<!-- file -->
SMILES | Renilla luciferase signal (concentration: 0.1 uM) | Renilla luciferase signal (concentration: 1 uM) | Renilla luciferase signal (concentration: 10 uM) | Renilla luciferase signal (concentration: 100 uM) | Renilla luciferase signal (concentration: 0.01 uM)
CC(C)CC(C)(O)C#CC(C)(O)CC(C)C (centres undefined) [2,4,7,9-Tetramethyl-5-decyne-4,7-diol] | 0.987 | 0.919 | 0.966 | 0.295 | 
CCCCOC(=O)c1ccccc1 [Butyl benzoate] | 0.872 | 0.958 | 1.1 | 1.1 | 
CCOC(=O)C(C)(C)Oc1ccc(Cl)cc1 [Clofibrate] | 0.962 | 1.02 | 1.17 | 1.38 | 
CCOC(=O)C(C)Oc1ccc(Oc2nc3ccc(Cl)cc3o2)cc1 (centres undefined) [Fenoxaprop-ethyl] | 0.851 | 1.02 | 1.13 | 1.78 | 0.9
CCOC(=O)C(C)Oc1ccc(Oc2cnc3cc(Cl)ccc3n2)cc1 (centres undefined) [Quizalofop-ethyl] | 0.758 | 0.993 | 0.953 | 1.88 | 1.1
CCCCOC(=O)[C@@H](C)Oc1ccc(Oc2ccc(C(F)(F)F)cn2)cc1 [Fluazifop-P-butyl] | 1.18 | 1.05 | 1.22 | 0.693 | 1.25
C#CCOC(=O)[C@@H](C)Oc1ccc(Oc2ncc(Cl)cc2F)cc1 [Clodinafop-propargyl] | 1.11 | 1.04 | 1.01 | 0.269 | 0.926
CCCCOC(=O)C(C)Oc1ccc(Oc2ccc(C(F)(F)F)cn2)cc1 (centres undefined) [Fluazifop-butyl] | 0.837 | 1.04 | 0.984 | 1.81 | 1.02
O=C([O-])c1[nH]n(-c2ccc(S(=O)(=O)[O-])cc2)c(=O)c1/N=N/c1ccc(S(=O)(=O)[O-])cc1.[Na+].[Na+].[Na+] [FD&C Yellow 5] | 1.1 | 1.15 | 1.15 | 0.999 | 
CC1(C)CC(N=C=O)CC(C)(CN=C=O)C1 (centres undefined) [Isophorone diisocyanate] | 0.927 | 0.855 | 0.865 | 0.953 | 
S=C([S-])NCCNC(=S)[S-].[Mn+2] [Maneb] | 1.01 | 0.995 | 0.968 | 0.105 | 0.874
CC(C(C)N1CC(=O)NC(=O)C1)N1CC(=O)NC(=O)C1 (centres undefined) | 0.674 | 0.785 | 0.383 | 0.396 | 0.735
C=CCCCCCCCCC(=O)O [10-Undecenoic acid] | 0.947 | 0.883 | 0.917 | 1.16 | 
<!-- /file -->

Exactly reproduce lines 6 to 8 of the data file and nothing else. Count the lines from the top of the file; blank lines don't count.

CCOC(=O)C(C)Oc1ccc(Oc2cnc3cc(Cl)ccc3n2)cc1 (centres undefined) [Quizalofop-ethyl] | 0.758 | 0.993 | 0.953 | 1.88 | 1.1
CCCCOC(=O)[C@@H](C)Oc1ccc(Oc2ccc(C(F)(F)F)cn2)cc1 [Fluazifop-P-butyl] | 1.18 | 1.05 | 1.22 | 0.693 | 1.25
C#CCOC(=O)[C@@H](C)Oc1ccc(Oc2ncc(Cl)cc2F)cc1 [Clodinafop-propargyl] | 1.11 | 1.04 | 1.01 | 0.269 | 0.926